If the first few seizure medicines you try don’t control your seizures, chances are that another medicine won’t work well either. When your epilepsy doesn’t respond to the first 2 medicines that were the right kind for your seizure type, it’s called drug resistant epilepsy

What are my other options?

If you’ve tried 2 or more seizure medicines and you’re still having seizures, it’s time to get more help from an epilepsy specialist. This means seeing a neurologist who specializes in epilepsy — also called an epileptologist ("ep-i-lept-AH-luh-gist").

Ask for a referral to an epilepsy center.

Epilepsy centers are health care programs that focus on caring for people with seizures and epilepsy. You would first meet with an epileptologist. You also may see nurses, surgeons, neuropsychologists, social workers, and other health care professionals. They can help sort out what’s going on, what treatments may help you, and how the epilepsy is affecting your life and your loved ones. Find an epilepsy center near you.

What may be done at an epilepsy center? First, you’ll need tests to find out as much as possible about your epilepsy. Then you and your health care team can talk about your options, including:

  • Newer seizure medicines. Even if the chances are low that other medicines may work, every person is different! You may just need to find the right combination that will control your seizures without causing bad side effects. Learn more about seizure medicines.
  • Surgery. If your seizures start from one area of your brain, doctors can sometimes do surgery to remove that part of your brain. If that type of surgery is right for you, it could help control or cure your epilepsy. There are other types of epilepsy surgery that may help if your seizures happen in large or multiple areas of your brain. Learn more about epilepsy surgery.
  • Dietary Therapy. Some special diets can help control seizures. These include the ketogenic diet, the modified Atkins diet, and the low glycemic index diet. If you and your health care team decide on dietary therapy, your epilepsy specialist will prescribe the diet, and a nutritionist will help you plan what to eat. Dietary treatment may work in people who don’t respond to medicine, but most people on a diet treatment still take seizure medicines. Learn more about dietary therapies.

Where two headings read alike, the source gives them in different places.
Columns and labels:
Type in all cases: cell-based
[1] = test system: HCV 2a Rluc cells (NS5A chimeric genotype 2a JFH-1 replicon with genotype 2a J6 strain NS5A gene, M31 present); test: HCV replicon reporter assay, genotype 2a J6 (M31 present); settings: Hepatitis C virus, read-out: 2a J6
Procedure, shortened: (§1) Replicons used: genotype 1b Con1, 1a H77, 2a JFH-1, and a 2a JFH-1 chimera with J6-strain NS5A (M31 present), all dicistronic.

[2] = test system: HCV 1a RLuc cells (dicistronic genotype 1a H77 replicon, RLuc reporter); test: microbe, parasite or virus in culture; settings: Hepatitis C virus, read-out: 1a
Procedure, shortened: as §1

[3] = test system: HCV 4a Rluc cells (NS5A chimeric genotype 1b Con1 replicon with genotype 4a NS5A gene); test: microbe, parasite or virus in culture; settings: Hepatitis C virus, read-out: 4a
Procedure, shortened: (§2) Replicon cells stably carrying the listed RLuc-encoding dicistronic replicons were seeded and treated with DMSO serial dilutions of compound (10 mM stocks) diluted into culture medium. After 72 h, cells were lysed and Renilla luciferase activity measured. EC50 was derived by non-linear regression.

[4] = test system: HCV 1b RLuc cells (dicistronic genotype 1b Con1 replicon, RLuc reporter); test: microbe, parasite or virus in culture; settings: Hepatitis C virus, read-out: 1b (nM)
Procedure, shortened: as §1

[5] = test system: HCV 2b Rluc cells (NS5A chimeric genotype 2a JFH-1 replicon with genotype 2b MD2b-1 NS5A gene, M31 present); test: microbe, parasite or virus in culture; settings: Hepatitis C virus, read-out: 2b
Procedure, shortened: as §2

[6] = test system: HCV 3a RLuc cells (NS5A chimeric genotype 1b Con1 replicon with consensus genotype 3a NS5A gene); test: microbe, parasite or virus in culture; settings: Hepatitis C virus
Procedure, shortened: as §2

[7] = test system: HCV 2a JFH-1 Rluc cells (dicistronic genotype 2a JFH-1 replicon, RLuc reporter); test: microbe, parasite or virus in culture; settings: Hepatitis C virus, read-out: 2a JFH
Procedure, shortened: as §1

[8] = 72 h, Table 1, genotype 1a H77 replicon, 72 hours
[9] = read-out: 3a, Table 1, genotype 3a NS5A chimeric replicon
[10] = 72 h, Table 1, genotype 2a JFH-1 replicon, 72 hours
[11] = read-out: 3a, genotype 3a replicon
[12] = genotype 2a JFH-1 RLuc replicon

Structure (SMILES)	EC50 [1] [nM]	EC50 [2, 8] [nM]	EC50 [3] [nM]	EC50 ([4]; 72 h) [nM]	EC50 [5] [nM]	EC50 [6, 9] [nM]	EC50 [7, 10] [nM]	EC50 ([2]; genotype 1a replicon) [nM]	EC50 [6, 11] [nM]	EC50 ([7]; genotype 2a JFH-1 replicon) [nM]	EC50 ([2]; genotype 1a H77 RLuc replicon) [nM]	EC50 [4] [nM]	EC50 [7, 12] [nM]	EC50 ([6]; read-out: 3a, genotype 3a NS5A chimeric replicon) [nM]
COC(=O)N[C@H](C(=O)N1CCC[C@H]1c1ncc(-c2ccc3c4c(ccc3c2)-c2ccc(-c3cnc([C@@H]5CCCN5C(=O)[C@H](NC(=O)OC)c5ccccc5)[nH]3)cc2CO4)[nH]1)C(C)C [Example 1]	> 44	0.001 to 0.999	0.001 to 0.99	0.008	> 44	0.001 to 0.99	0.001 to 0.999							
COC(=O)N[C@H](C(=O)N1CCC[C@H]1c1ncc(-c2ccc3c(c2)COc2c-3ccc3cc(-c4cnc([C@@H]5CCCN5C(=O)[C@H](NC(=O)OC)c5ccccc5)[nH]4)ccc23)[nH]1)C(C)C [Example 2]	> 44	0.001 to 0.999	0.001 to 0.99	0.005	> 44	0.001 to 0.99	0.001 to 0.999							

• Vagus nerve therapy. Devices are a growing area of epilepsy treatment. Vagus nerve stimulation, called VNS Therapy™, is a device treatment that can help treat seizures that don’t respond to medicines. Learn more about vagus nerve therapy.
  • Responsive neurostimulation:  The Neuropace RNS® System is another type of device for people with seizures that don’t respond to medications or surgery, or when surgery isn’t right for a person. Learn more about responsive neurostimulation.
  • Other types of brain stimulation or surgery. Other device treatments are currently being tested, such as Deep Brain Stimulation, as well as new types of surgery, like thermal ablation (Visualase®).
  • Behavioral therapies. Sometimes people need more than just medicine, surgery, or a device. Behavioral (or non-drug treatments) may help control seizures or other problems that can happen with epilepsy. These treatments are complementary, meaning they are usually used along with seizure medicine or other treatments. Learn more about complementary health approaches.
  • Research studies. If your seizures don’t respond to medicine and other treatments like surgery aren’t right for you, consider joining a research study. There are many different studies looking at how to treat seizures better. While these studies may not help you directly, they may lead to answers that will help you and others later on. Learn more about clinical trials and research.  

How do I know what’s right for me? 

There’s not one treatment that’s right for everyone. Talk to your epilepsy team about the benefits and risks of different treatment options. Together, you and your team can figure out what’s right for you.

Authored By: 
Patricia O. Shafer RN, MN
Authored Date: 
Reviewed By: 
Joseph I. Sirven MD
Tuesday, October 28, 2014